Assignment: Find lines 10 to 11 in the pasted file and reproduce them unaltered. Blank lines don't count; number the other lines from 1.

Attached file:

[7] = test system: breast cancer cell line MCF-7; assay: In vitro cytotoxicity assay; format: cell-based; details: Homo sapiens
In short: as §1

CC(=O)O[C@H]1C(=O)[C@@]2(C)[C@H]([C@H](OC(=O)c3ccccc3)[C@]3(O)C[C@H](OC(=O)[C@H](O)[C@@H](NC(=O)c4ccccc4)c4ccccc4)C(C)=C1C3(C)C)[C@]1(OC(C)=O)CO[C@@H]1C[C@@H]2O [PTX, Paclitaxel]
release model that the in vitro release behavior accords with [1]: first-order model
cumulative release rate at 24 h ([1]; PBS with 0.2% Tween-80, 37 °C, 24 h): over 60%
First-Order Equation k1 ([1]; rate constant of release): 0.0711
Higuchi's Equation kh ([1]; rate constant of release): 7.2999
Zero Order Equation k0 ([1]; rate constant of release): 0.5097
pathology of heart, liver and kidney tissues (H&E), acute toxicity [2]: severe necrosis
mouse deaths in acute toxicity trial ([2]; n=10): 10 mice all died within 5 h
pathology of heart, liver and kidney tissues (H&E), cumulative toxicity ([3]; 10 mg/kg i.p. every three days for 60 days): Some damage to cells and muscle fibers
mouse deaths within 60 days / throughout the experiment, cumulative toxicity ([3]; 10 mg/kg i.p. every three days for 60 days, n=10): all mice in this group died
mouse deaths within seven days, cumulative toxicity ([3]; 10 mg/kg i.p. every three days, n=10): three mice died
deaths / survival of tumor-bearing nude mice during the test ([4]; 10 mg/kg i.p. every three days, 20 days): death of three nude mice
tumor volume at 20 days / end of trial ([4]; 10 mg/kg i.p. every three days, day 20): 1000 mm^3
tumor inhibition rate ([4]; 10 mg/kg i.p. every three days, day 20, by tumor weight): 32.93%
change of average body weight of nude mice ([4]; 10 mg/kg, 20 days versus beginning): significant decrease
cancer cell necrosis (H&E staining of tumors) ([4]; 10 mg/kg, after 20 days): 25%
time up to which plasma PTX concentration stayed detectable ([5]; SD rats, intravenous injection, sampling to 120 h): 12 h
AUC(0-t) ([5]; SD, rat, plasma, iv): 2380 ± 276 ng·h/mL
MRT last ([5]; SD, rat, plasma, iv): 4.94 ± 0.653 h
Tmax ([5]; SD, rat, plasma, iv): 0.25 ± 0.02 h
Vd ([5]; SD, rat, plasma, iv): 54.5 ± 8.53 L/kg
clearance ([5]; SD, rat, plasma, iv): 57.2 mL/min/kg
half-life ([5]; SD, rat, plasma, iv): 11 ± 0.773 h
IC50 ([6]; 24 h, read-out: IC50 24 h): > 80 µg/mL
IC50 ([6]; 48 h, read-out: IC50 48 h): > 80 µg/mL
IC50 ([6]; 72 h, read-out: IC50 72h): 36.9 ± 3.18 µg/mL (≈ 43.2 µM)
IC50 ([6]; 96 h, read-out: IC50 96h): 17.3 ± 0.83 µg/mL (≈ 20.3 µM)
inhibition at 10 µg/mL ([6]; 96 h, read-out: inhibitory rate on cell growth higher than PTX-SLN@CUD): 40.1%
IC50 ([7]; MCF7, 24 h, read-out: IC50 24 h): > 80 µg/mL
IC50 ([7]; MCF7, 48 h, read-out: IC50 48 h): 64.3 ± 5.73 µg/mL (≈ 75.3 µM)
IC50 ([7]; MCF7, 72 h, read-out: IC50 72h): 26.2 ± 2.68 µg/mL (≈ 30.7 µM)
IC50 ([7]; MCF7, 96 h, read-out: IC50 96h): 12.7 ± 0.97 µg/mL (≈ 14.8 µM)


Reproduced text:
mouse deaths in acute toxicity trial ([2]; n=10): 10 mice all died within 5 h
pathology of heart, liver and kidney tissues (H&E), cumulative toxicity ([3]; 10 mg/kg i.p. every three days for 60 days): Some damage to cells and muscle fibers